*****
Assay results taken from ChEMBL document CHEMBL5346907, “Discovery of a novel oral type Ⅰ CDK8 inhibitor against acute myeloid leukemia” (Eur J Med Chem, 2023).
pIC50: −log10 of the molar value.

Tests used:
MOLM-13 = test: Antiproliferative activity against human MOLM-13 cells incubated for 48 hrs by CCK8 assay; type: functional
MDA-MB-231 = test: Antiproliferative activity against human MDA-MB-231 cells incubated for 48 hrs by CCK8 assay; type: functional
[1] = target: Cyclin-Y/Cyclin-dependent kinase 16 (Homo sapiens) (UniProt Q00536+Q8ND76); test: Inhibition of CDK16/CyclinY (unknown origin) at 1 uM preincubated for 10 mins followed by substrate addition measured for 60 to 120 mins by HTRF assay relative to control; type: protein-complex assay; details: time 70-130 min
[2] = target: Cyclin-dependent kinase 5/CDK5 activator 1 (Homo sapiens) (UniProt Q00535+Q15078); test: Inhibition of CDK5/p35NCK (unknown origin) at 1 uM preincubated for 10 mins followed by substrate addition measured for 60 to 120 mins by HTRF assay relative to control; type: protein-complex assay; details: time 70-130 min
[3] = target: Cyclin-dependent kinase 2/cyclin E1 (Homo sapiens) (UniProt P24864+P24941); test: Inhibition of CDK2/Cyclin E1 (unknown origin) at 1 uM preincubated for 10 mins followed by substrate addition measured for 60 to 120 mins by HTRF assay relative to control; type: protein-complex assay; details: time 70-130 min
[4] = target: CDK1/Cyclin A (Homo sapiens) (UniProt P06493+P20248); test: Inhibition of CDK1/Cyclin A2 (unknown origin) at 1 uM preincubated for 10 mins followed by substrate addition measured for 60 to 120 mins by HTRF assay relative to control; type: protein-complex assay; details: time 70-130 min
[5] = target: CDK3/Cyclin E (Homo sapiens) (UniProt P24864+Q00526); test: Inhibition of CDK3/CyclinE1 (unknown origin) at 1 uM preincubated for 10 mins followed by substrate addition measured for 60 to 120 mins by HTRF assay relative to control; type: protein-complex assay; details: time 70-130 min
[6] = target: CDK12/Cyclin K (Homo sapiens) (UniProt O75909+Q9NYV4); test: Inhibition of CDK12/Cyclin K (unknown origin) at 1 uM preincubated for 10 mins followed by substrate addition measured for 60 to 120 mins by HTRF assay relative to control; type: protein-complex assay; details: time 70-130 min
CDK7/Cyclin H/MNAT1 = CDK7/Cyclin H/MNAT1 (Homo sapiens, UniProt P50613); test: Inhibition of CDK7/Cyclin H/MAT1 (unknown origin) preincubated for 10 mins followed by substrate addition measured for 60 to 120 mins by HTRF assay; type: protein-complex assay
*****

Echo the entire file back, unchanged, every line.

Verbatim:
Assay results taken from ChEMBL document CHEMBL5346907, “Discovery of a novel oral type Ⅰ CDK8 inhibitor against acute myeloid leukemia” (Eur J Med Chem, 2023).
pIC50: −log10 of the molar value.

Tests used:
MOLM-13 = test: Antiproliferative activity against human MOLM-13 cells incubated for 48 hrs by CCK8 assay; type: functional
MDA-MB-231 = test: Antiproliferative activity against human MDA-MB-231 cells incubated for 48 hrs by CCK8 assay; type: functional
[1] = target: Cyclin-Y/Cyclin-dependent kinase 16 (Homo sapiens) (UniProt Q00536+Q8ND76); test: Inhibition of CDK16/CyclinY (unknown origin) at 1 uM preincubated for 10 mins followed by substrate addition measured for 60 to 120 mins by HTRF assay relative to control; type: protein-complex assay; details: time 70-130 min
[2] = target: Cyclin-dependent kinase 5/CDK5 activator 1 (Homo sapiens) (UniProt Q00535+Q15078); test: Inhibition of CDK5/p35NCK (unknown origin) at 1 uM preincubated for 10 mins followed by substrate addition measured for 60 to 120 mins by HTRF assay relative to control; type: protein-complex assay; details: time 70-130 min
[3] = target: Cyclin-dependent kinase 2/cyclin E1 (Homo sapiens) (UniProt P24864+P24941); test: Inhibition of CDK2/Cyclin E1 (unknown origin) at 1 uM preincubated for 10 mins followed by substrate addition measured for 60 to 120 mins by HTRF assay relative to control; type: protein-complex assay; details: time 70-130 min
[4] = target: CDK1/Cyclin A (Homo sapiens) (UniProt P06493+P20248); test: Inhibition of CDK1/Cyclin A2 (unknown origin) at 1 uM preincubated for 10 mins followed by substrate addition measured for 60 to 120 mins by HTRF assay relative to control; type: protein-complex assay; details: time 70-130 min
[5] = target: CDK3/Cyclin E (Homo sapiens) (UniProt P24864+Q00526); test: Inhibition of CDK3/CyclinE1 (unknown origin) at 1 uM preincubated for 10 mins followed by substrate addition measured for 60 to 120 mins by HTRF assay relative to control; type: protein-complex assay; details: time 70-130 min
[6] = target: CDK12/Cyclin K (Homo sapiens) (UniProt O75909+Q9NYV4); test: Inhibition of CDK12/Cyclin K (unknown origin) at 1 uM preincubated for 10 mins followed by substrate addition measured for 60 to 120 mins by HTRF assay relative to control; type: protein-complex assay; details: time 70-130 min
CDK7/Cyclin H/MNAT1 = CDK7/Cyclin H/MNAT1 (Homo sapiens, UniProt P50613); test: Inhibition of CDK7/Cyclin H/MAT1 (unknown origin) preincubated for 10 mins followed by substrate addition measured for 60 to 120 mins by HTRF assay; type: protein-complex assay